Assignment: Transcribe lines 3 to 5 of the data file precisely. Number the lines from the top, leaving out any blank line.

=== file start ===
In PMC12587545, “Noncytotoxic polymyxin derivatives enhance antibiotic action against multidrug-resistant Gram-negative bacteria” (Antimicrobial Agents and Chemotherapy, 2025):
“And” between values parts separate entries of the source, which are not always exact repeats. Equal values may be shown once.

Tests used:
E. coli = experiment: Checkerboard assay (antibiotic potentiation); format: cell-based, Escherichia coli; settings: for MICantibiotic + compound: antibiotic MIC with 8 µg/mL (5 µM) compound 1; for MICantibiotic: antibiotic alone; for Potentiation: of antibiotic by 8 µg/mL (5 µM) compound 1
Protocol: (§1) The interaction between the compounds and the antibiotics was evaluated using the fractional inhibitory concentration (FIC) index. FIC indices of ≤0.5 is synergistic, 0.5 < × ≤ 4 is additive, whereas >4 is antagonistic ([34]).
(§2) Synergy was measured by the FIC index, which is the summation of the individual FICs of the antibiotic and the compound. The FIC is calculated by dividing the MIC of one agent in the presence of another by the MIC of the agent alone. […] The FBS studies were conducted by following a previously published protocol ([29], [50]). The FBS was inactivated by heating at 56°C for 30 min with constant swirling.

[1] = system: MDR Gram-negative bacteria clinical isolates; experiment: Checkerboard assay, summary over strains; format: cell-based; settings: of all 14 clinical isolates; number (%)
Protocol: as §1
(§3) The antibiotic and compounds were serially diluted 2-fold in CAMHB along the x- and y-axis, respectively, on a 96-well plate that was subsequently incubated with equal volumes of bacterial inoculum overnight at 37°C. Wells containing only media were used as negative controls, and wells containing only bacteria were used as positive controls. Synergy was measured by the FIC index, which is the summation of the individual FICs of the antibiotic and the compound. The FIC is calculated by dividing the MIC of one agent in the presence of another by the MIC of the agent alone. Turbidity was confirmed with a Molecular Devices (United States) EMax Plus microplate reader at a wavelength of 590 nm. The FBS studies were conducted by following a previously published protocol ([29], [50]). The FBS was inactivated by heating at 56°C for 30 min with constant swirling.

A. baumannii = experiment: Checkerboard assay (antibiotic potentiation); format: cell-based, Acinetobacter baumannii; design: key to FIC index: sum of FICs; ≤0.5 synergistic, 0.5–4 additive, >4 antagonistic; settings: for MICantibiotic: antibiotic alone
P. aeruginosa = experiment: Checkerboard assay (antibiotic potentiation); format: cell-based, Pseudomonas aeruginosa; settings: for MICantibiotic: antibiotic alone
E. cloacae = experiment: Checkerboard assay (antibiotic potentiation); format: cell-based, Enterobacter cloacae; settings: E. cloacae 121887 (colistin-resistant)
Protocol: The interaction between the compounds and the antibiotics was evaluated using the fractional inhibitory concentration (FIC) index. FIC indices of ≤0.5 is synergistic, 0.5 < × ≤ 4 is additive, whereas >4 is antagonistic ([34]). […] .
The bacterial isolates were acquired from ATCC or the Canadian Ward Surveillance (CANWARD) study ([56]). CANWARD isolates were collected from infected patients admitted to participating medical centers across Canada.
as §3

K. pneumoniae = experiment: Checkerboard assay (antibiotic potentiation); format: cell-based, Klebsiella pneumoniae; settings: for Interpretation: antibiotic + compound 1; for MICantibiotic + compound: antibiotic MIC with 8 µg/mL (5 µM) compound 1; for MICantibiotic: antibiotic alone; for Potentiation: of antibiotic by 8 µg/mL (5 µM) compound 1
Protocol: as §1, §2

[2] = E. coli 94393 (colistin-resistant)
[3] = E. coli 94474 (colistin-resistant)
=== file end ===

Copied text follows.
Tests used:
E. coli = experiment: Checkerboard assay (antibiotic potentiation); format: cell-based, Escherichia coli; settings: for MICantibiotic + compound: antibiotic MIC with 8 µg/mL (5 µM) compound 1; for MICantibiotic: antibiotic alone; for Potentiation: of antibiotic by 8 µg/mL (5 µM) compound 1
Protocol: (§1) The interaction between the compounds and the antibiotics was evaluated using the fractional inhibitory concentration (FIC) index. FIC indices of ≤0.5 is synergistic, 0.5 < × ≤ 4 is additive, whereas >4 is antagonistic ([34]).